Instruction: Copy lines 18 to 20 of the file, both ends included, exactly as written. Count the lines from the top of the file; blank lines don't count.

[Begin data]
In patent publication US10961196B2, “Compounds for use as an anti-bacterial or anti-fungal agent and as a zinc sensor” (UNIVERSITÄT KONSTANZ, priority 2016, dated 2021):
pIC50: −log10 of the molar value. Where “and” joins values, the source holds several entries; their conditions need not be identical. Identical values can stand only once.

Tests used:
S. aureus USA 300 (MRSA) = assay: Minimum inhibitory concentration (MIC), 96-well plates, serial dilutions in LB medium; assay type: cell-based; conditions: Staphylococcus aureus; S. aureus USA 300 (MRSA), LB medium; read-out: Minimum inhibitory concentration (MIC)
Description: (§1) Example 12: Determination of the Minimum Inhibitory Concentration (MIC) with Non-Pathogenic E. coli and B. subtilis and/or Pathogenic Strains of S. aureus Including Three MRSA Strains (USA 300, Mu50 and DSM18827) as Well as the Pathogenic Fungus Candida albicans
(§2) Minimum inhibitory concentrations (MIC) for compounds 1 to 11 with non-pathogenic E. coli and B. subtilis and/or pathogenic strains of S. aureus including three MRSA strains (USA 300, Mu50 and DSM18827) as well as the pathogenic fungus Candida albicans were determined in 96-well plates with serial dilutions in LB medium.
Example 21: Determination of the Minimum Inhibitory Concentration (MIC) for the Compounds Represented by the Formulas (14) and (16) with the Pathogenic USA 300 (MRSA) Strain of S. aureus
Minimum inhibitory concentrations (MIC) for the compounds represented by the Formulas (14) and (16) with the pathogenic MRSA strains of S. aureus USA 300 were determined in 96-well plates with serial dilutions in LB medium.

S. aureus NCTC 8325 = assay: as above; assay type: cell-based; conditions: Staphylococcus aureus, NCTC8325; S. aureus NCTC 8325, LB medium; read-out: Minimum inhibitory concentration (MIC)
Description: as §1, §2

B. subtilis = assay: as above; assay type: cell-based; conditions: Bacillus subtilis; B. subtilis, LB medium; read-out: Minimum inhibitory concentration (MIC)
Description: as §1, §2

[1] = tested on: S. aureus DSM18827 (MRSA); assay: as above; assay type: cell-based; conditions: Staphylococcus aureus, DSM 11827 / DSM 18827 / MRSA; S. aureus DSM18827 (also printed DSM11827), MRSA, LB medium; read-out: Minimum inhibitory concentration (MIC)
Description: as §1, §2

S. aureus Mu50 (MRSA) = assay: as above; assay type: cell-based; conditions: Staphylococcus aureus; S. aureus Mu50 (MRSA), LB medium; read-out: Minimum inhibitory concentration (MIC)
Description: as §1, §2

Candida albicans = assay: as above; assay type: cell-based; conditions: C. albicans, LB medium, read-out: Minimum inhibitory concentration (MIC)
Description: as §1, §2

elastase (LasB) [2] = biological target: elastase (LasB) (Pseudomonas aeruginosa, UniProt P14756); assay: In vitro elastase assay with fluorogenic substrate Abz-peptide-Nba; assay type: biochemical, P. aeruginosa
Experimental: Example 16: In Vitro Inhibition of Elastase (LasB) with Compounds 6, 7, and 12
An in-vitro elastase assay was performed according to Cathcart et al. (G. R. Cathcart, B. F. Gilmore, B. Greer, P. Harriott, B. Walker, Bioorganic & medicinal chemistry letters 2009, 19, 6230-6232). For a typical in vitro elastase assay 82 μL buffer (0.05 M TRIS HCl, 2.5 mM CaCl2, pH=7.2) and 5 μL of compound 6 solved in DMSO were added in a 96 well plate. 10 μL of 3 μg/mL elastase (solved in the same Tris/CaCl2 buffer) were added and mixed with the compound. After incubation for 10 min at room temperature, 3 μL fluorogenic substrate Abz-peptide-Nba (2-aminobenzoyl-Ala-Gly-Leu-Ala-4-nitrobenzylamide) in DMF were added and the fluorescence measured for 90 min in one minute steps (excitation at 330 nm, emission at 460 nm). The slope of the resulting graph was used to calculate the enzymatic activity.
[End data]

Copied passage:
Description: as §1, §2

elastase (LasB) [2] = biological target: elastase (LasB) (Pseudomonas aeruginosa, UniProt P14756); assay: In vitro elastase assay with fluorogenic substrate Abz-peptide-Nba; assay type: biochemical, P. aeruginosa
Experimental: Example 16: In Vitro Inhibition of Elastase (LasB) with Compounds 6, 7, and 12